Although The Unexpected Love Lesson was first published in 1788 as Le Doctorate Impromptu, and Summer in the Country (Un Ete a la Campagne) in 1867, they are uncannily like each other. Both are in the form of letters from one girl to another, but subsist on a diet of voyeurism and Lesbianism with just a dash of heterosexuality. The novels are cool, limpid, and every so often slide into vacuity. If this is erotica then the vigilantes have nothing to fear.
De Nerciat was first translated into English for the Victorian pornographic journal The Exquisite, but the pellucid French writer was not altogether to the taste of 19th century connoisseurs - the 'goats' as Carlyle called them - as he lacked the animosity, the flagellation scenes, and the sadism, that the Victorians demanded in their pornography.
These novels are not crude, and there is a merciful absence of heavy breathing. But if the aim of pornography is to make the reader as randy as possible then these two books are not pornography. It may be that there is a clearly defined chasm between erotica and pornography. There is assuredly a gap between English and French erotica, and the publication of this pair of books would have confirmed the opinion of snob Victorian enthusiasts that French erotica was not amenable to translation, and that the truest of a gentleman was whether or not he could read French erotica in the original language. H.S. Ashbee, that prurient bibliographer of smut under the anagramatic pun 'Pisanus Fraxi', went along with this. Summer in the Country, he declared, 'is written throughout with that delicacy of expression only attainable in the French language'.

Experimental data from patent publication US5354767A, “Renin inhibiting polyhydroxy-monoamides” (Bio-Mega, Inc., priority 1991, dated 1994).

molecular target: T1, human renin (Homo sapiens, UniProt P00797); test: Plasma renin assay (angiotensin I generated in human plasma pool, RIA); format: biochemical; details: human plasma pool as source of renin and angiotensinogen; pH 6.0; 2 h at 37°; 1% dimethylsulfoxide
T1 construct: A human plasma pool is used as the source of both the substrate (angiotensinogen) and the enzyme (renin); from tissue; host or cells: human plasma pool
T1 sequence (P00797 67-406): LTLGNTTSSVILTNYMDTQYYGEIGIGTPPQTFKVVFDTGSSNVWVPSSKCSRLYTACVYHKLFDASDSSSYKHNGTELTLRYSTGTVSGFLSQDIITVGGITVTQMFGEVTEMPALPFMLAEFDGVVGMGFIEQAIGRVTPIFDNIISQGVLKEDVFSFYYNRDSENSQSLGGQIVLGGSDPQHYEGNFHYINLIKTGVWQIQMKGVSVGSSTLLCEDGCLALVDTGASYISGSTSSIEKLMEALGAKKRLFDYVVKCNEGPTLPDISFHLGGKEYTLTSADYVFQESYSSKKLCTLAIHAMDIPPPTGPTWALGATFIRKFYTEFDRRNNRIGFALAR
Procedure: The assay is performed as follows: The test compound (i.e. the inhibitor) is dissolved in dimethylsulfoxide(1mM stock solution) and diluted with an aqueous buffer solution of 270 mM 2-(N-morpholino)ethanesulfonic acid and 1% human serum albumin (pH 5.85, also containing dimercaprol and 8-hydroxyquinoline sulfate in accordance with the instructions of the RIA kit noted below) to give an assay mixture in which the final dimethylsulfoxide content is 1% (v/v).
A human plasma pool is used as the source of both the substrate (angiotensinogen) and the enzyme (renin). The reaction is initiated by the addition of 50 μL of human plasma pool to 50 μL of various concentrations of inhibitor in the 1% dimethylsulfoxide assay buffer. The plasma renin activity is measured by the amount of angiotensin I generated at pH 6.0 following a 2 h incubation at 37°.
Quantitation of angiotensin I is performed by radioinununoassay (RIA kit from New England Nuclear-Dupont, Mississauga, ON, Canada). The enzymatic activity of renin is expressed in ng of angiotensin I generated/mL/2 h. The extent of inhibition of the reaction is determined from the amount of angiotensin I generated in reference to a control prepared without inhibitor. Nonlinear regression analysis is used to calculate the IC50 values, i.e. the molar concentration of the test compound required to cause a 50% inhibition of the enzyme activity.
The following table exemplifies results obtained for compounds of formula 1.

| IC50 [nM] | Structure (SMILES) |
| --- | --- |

I would not describe either book as a sparkling masterpiece, but compared with their semi-illiterate modern equivalent they can be seen as charming light novels, that could be read by lovers of Jane Austen - although on second thoughts, maybe not.